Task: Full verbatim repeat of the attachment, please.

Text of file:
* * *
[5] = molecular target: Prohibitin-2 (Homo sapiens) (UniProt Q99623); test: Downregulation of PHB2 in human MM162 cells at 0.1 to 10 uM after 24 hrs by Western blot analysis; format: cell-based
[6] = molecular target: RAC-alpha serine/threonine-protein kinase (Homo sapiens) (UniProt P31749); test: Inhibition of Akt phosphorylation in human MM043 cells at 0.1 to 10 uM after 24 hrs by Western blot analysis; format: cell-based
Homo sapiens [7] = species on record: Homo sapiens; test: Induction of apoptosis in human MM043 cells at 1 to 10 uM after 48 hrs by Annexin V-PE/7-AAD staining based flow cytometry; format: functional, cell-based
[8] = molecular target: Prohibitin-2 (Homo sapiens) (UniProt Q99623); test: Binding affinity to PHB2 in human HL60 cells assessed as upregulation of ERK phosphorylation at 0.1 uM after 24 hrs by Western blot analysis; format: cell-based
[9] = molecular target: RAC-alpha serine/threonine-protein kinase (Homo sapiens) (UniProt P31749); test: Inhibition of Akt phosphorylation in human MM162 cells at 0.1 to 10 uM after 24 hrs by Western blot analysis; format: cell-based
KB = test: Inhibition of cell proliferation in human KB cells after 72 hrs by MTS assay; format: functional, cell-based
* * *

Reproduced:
[5] = molecular target: Prohibitin-2 (Homo sapiens) (UniProt Q99623); test: Downregulation of PHB2 in human MM162 cells at 0.1 to 10 uM after 24 hrs by Western blot analysis; format: cell-based
[6] = molecular target: RAC-alpha serine/threonine-protein kinase (Homo sapiens) (UniProt P31749); test: Inhibition of Akt phosphorylation in human MM043 cells at 0.1 to 10 uM after 24 hrs by Western blot analysis; format: cell-based
Homo sapiens [7] = species on record: Homo sapiens; test: Induction of apoptosis in human MM043 cells at 1 to 10 uM after 48 hrs by Annexin V-PE/7-AAD staining based flow cytometry; format: functional, cell-based
[8] = molecular target: Prohibitin-2 (Homo sapiens) (UniProt Q99623); test: Binding affinity to PHB2 in human HL60 cells assessed as upregulation of ERK phosphorylation at 0.1 uM after 24 hrs by Western blot analysis; format: cell-based
[9] = molecular target: RAC-alpha serine/threonine-protein kinase (Homo sapiens) (UniProt P31749); test: Inhibition of Akt phosphorylation in human MM162 cells at 0.1 to 10 uM after 24 hrs by Western blot analysis; format: cell-based
KB = test: Inhibition of cell proliferation in human KB cells after 72 hrs by MTS assay; format: functional, cell-based